Cancer is a funny thing. I say that because the only thing that made my diagnosis and treatment for breast cancer bearable was to share it with my loved ones with a sense of humor. I wouldn't dream of downplaying the seriousness of this disease, and can only write about the tools I used in my own journey. If I didn't find the comedy, I would have been swallowed up by the tragedy.
I was diagnosed by my cat. He liked to curl up on my chest and knead his ample cat bed with his paws. In July 2007, he did this relentlessly, paying special attention to the pillow on the right. When it felt like he had found a mouse under my shirt, I paid attention too, and discovered a golf-ball sized lump. When the tumor was removed in August, it was a tennis ball. Zero love, indeed. The test results came back; I had the Big C in my double-D.
I moved to Seattle in November 2007 for treatment, but was single and had no family who could make the trip with me. I took a lonely and anxious ferry ride, noting a sign in my stateroom that my muster station was the cocktail lounge. I mustered immediately, and mustered often, because really - safety first. The chemical cocktails that came next also made my feet tingle and my skin flush. And my mouth blossom with sores, and my stomach roil, and my fingernails fall off. It's my party, and I'll cry if I want to.
Six months of chemotherapy started in December 2007, and seriously, where is the justice in losing the hair on your head but still having to shave your legs? But I will say, I've always been one to appreciate the small pleasures in life: mini-Reese's, bite-sized brownies, Snickers singles. I experienced a surprising pleasure a few days after all my hair came out, when I decided to take a nap. Any day that includes a nap is already a very good day. But then I scooted down onto the pillows I had been sitting up against and the warm, warm pillow made contact with my newly bald, cold head. That? Was sublime.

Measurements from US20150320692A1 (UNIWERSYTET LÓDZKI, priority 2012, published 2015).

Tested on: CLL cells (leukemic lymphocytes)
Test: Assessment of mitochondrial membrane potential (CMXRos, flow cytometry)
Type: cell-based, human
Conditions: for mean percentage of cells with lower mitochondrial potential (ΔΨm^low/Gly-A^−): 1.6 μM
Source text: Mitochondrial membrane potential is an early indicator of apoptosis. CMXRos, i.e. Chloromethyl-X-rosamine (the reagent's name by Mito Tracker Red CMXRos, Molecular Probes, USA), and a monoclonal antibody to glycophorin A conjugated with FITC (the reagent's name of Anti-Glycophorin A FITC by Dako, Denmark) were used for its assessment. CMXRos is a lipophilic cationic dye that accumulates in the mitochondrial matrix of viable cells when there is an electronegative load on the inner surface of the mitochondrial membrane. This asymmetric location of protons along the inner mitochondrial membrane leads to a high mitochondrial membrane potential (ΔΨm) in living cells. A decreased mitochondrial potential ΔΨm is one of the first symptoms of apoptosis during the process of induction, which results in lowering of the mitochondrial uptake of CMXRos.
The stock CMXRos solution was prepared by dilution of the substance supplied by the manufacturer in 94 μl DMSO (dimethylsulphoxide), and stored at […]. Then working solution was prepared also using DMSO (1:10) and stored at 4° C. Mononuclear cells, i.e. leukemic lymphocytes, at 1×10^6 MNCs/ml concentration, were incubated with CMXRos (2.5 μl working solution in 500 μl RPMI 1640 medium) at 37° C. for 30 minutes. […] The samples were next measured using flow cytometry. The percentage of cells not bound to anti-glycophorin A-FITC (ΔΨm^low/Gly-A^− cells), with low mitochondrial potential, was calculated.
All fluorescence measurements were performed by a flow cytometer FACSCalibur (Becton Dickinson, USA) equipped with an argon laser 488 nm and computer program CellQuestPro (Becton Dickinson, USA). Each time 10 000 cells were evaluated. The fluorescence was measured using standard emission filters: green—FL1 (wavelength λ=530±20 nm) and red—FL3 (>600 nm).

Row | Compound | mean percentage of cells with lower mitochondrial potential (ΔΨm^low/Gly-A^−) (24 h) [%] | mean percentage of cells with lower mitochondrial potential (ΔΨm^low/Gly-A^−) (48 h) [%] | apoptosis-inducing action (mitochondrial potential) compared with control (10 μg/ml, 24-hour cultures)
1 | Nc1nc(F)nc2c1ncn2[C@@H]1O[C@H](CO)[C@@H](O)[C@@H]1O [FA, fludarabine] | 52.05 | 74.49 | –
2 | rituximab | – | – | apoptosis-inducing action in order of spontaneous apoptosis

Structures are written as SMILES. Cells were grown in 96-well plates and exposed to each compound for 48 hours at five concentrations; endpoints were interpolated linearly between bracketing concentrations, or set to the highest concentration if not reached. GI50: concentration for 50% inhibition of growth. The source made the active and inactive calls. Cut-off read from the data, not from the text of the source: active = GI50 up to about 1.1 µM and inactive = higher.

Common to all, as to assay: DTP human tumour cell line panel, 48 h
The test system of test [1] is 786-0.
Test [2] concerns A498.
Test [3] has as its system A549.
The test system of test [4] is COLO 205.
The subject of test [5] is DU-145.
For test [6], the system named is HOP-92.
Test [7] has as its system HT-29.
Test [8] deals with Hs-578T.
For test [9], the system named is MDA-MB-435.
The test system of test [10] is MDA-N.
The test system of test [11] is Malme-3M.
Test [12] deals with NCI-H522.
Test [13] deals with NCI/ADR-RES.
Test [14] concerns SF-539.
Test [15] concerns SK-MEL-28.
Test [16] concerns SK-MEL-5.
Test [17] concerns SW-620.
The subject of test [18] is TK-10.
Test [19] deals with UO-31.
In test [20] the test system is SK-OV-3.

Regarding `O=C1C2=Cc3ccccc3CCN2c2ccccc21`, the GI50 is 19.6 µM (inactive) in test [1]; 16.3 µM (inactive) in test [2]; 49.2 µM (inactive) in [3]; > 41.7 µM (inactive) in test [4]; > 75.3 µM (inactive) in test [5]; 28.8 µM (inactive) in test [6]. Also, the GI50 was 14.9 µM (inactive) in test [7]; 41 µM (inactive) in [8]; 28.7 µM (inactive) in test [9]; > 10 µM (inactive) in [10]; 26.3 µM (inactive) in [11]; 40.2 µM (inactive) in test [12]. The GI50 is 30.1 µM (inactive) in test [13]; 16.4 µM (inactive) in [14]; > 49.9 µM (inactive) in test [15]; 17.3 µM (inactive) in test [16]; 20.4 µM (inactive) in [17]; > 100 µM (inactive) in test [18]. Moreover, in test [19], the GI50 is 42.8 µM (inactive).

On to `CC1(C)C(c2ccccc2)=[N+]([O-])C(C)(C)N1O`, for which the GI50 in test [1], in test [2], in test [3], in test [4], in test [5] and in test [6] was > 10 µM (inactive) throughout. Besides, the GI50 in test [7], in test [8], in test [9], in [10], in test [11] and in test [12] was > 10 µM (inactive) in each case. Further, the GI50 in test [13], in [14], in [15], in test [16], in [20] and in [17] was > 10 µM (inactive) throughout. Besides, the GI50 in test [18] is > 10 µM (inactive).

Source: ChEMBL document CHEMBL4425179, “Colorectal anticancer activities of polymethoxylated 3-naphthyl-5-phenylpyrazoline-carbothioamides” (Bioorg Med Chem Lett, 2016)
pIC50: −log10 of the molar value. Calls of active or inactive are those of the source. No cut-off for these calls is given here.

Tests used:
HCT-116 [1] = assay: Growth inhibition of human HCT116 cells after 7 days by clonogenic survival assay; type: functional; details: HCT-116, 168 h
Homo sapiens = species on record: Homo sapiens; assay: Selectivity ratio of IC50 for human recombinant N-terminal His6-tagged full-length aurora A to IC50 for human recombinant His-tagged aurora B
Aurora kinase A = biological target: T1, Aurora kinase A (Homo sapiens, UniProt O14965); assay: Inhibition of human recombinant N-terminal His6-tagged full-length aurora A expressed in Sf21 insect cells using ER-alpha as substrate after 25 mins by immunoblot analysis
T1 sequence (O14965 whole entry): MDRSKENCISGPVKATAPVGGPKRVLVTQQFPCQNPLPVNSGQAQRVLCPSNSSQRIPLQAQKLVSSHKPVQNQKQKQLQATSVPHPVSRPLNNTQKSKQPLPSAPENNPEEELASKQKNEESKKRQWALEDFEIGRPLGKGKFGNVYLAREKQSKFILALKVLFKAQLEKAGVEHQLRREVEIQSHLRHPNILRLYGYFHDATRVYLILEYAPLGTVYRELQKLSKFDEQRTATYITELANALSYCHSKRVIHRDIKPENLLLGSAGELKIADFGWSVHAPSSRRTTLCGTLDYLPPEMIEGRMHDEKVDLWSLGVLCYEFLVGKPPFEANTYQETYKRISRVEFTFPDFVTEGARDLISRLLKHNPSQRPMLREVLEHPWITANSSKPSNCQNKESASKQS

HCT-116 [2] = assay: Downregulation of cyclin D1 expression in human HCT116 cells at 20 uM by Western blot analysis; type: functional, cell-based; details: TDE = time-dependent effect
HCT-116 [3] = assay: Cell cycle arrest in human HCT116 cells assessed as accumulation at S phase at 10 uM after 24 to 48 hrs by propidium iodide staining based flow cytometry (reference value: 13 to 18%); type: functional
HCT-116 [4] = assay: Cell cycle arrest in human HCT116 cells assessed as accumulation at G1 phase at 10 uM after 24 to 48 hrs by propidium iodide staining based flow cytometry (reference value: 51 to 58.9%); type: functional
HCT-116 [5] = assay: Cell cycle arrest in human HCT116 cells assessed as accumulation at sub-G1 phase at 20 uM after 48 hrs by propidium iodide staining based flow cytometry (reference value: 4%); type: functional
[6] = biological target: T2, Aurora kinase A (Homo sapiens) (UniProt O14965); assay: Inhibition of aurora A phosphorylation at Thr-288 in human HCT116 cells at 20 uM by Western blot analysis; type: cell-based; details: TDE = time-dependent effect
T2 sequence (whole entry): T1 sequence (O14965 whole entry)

When my eyebrows and eyelashes came out, I got creative with the make up pencil. My first attempt to draw eyebrows made me look like Joan Crawford in Mommie Dearest; my second attempt looked more like caterpillars crawling across my forehead. But I got the hang of it. My feet hurt so bad I had to quit wearing all my fun heels and could only wear boxy, black orthopedic shoes that made me walk like Frankenstein. I couldn't decide what was worse: having cancer, or wearing black shoes with brown pants. The horror!
Seven weeks of radiation started in July 2008, and I thought it would be pretty helpful if it made me glow in the dark. It sure would be easier to find my car in the theater parking lot. Instead, I never made it in to the movies, I just fell asleep in my parked car all the time.
One night, when radiation was just about over, I thought I couldn't get my eyeliner off. I looked closely, and realized I had tiny black dots along my eyelids. They were eyelashes coming back in. I sat down hard on the edge of my bathtub, and burst into tears. I was going to get through this. When I dried my eyes, I looked for eyebrows but didn't see any. Then I realized I was looking in the wrong place. I did indeed have three eyebrow hairs. Right between my eyes. And I was never happier about nose hair.
I moved back to Juneau in October 2008, and I just passed my first year check-up of being cancer-free. That year of treatment was terrible, and painful, and isolating and hard. But I chose to see my cup as half full, because after surgery, that's all it was anyway. Just don't substitute an affectionate pet for proper medical screening. My cat doesn't make house calls.
Nicole Hallingstad was born in Petersburg and has lived in Juneau since 2003. She has been a breast cancer survivor for two years.